When you think about it, 20 % of the sale value is a huge amount to just hand over to the IRS. Fortunately, you may be partially or wholly exempt from this tax law, and you could end up keeping most, if not all, of your sales.
This is thanks to the 2-out-of-5-year rule. What exactly does the rule say, and do you meet the legibility criteria? Read on to learn more on how to keep more money in your pocket from your primary property sale, thanks to the 2-out-of-5-year rule.
What is the 2-out-of-5-year rule?
This rule stipulates that you can exclude up to $250k from the sale of your main home or up to $500k if you're married. The main requirement for this exclusion is you should have owned and lived on the premises for at least two years. This number is calculated from 5 years before you want to sell the property.
Fortunately, there are quite a several ways to get around this number. For starters, the two years don't necessarily have to be consecutive. Moreover, you can use this rule once every two years to exclude any profits made from the sale of the house.
What type of home does the rule apply to?
Real estate law is usually very specific, and getting to the details can often mean the difference. Luckily, this law applies to all types of houses. It does not matter if you own a townhouse, trailer, condo, houseboat, corporative apartment, or single-family home. The major determinant to this rule is whether you've been physically living on the premises or not.
This also means that you can't avoid taxation from the sale of a second home aided by this rule. Additionally, other property types, like rental units, are not covered by the rule as you are not living on the premises. However, if you are on a long-term vacation or rent your primary residence for some time, you are still covered by the 2-out-of-5-year rule.
Buying another home cannot help you avoid the capital gains tax at the federal level. However, buying a second home can exempt you from local and state tax liabilities in some municipalities and states.
Traditionally, there was a rule where you didn't have to pay capital gains tax if you sold your primary residence and were over the age of 55. However, this law was repealed in 1997 and replaced by the current section 121 home sale tax exclusion.
How much money can you exclude with this rule?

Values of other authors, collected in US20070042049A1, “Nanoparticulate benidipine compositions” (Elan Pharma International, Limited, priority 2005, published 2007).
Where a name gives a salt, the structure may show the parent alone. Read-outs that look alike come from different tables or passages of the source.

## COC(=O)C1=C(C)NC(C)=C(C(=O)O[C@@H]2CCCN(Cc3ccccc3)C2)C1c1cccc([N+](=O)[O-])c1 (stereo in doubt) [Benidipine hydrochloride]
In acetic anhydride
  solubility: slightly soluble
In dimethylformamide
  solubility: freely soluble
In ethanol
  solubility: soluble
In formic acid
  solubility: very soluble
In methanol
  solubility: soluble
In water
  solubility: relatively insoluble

As previously mentioned, the subject rule allows you to exclude a maximum of $500,000 if married or $250,000 if you're single. If the house sale is lower than these amounts, the money excluded will obviously be lower as it is limited to your actual gains.
Some people try and cheat the system altogether by selling the property to a family member for an insanely low amount. For example, a parent could sell the primary property to their child for $1. However, there are legal measures to keep such occurrences from happening.
In this example, you will not pay capital gains tax when you sell the property for less than its market value. Nonetheless, you won't really avoid paying tax as you still have to pay federal gift taxes. Federal gift taxes are calculated by finding the difference between the actual value of the property and the sale value. And since federal gift tax is higher than sale capital gain tax, you'll end up paying more than you would have originally.
How do you report the gains?
Profits from the sale of your primary property should be reported on Schedule D as a capital gain. This should be done if you don't qualify for the exclusion or make a profit that exceeds the exclusion amount.
If you owned the property for less than one year, it should be reported as a short-term capital gain as opposed to a long-term capital gain if you had the property in your ownership for more than a year.
The taxes from a short-term capital gain are calculated at the same rate as your regular income and according to your corresponding tax bracket. On the flip side, long-term gains are more favorable as the amount is calculated at either 0%, 15%, or 20%, depending on the taxable income amount.
Ultimately, there are a lot of factors to consider when using the 2-out-of-5-year rule. The most important thing is to keep accurate records to serve as proof if necessary. Lacking the proper documents will not necessarily exclude you from the rule, but it will complicate the process and make it even more arduous.